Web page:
Has SODA Gone Flat?
On Wednesday, May 2, Green Mountain Coffee Roasters (NASDAQ:GMCR) disappointed the markets with first quarter earnings [see transcript] that saw a decrease in growth and its stock got punished severely. At the same time we saw SodaStream (NASDAQ:SODA) get a hefty chunk taken out of it on no significant news.
Is the market correct in thinking that SODA will suffer the same fate as GMCR on Wednesday, May 9, when first quarter earnings are reported before the market opens?
SODA manufactures and sells home carbonation devices on a roughly razor-blade model popularized by Gillette and Green Mountain Coffee Roasters. Carbonation machines are sold at near cost with higher margin carbonation refills and flavored syrups providing continued revenue from the installed base.
The brand is a lot older than many in the US might realize. Originally operated as a subsidiary of W & A Gilbey, Ltd in 1903, SodaStream has been selling the idea of home carbonation for a while now. After experiencing popularity in the UK during the 1970s, the company waned in the 90s and did not start making waves until its acquisition by Israel based Soda-Club in 1998. Since the acquisition, the company has seen sustained growth due to innovative product offerings and a commitment to quality design.
SODA IPOed at $23.15 on November 3, 2010 and has since traded from an all time high of $79.72 in July 2011 to a more recent low of $27.60 in November 2011. It closed on Friday, May 4 2012 at $30.58, much closer to the lows than many feel is justified.
Consumer Value Proposition
Of the many selling points of SodaStream machines (healthier, good for the environment, less storage required, flavor diversity, on demand availability), the one that is easiest to quantify and compare to the competition is the value proposition of home carbonation for the consumer.
First, let's establish some comparisons. Biggest kid on the soda block is obviously Coca Cola (NYSE:KO) with Pepsi (NYSE:PEP) coming in right behind them so I will get some average prices for 12 pack cans and 2 liter bottles (not on sale)….
12 pack cans of Coke = ~$4.50 or $1.05 per liter
2L of Coke = ~$2.00 or $1.00 per liter
Prices may vary by location but a quick perusal of the prices in my area come in around these prices. For the sake of keeping the math simpler, let's say the major competition for SODA products come in at about $1.00 per liter when not on sale.
Now we will break down SODA's costs to make a liter of home carbonated pop.
60L CO2 cartridge = $15.00 or $0.25 per liter
15L flavored syrup = $6.00 or $0.40 per liter
Add the CO2 costs to the syrup costs and you come out with a $0.35 per liter savings versus the competition.
What about the sunk costs of the carbonator itself, you ask?
Well, if you did not get it as a gift and had to shell out the $80 for the base model, you would make it back after making 228L of Soda at home. That sounds like an awful lot, but when you consider that the average American consumes over 200L a year of soda (not counting carbonated water, for which the value proposition for SodaStream is highly superior to Perrier, etc.) you are looking at a ROI time frame in a little over a year for a single user and just under 3 months for a family of 4.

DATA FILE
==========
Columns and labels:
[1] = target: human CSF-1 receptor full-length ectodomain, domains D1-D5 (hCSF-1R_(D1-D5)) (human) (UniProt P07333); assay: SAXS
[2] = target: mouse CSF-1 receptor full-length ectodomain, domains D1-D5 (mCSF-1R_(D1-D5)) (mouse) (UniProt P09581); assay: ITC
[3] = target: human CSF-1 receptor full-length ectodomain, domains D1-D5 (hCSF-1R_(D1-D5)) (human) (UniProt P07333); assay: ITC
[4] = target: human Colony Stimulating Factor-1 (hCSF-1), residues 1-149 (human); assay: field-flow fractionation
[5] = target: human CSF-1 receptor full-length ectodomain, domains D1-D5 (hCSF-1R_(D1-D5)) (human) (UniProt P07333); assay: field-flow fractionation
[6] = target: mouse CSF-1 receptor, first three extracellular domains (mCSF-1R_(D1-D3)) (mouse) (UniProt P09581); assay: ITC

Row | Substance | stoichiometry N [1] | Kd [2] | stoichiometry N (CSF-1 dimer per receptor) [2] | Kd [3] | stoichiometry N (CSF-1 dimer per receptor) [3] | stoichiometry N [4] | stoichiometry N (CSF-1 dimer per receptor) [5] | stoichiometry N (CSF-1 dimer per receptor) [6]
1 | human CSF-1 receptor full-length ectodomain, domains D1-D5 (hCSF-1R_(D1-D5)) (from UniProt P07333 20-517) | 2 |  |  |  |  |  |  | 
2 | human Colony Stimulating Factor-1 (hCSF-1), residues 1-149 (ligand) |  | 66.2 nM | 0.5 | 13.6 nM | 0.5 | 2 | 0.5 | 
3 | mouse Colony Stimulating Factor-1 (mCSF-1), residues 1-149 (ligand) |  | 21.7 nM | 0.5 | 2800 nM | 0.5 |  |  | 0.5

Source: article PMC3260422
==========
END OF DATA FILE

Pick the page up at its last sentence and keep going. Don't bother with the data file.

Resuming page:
Taking that average family of 4 consuming their average 800L of pop, you have a total cost of $600 with a SodaStream on the initial year and $800 for the name brands. Year 2 is even better as the SodaStream is effectively paid for and the savings grow by 40% from $200 to $280. Getting a carbonator as a gift is even better with the savings coming in immediately and stacking up over time.
Now, as many will probably argue, no one pays retail for Coke or Pepsi as sales are plentiful due to the large number of stores that carry the products.
So let's say you can get Coke for 33% less or $0.67 per liter. You have drastically slashed the savings of a SODA machine from a healthy $0.35 to a measly $0.02 per liter. I won't bother doing the ROI time frame for this savings, it stinks. Since all is fair in love and war, we should be able to apply the available discounts to SODA products as well.
Bed, Bath and Beyond (NASDAQ:BBBY) regularly sends out $5 off and 20% off coupons that can be used for your SODA products. Applying the $5 off on the $15 CO2 cartridge and 20% off on the $6 syrups brings our cost per liter back down to $0.49. This takes our savings back up to a healthier $0.18 per liter.
Can name brand soda be found for less than $0.67 per liter? Of course. If you can regularly find 12 packs for better than $2.08 or 2L for less than $0.98 then the value proposition for a SODA carbonation device is not there for you.
First Quarter Expectations
After the GMCR implosion, the first quarter results to be released next Wednesday are going to be critical for any playing a long position in SODA.
|Market Expects||Company Guidance|
|Period||Gross Revenue||EPS||Gross Revenue||EPS|
Source: Yahoo Finance Stated in USD (Actually in Euros)
Currently the market is expecting 26% growth on the top line and 33% growth on the bottom. Take their 2012 estimated EPS and throw it at their current share price of 30.58 and you have a Forward P/E of 19, well under their projected earnings growth rate. That disconnect is deceiving as the company is actually priced much lower than the Yahoo Finance numbers would indicate.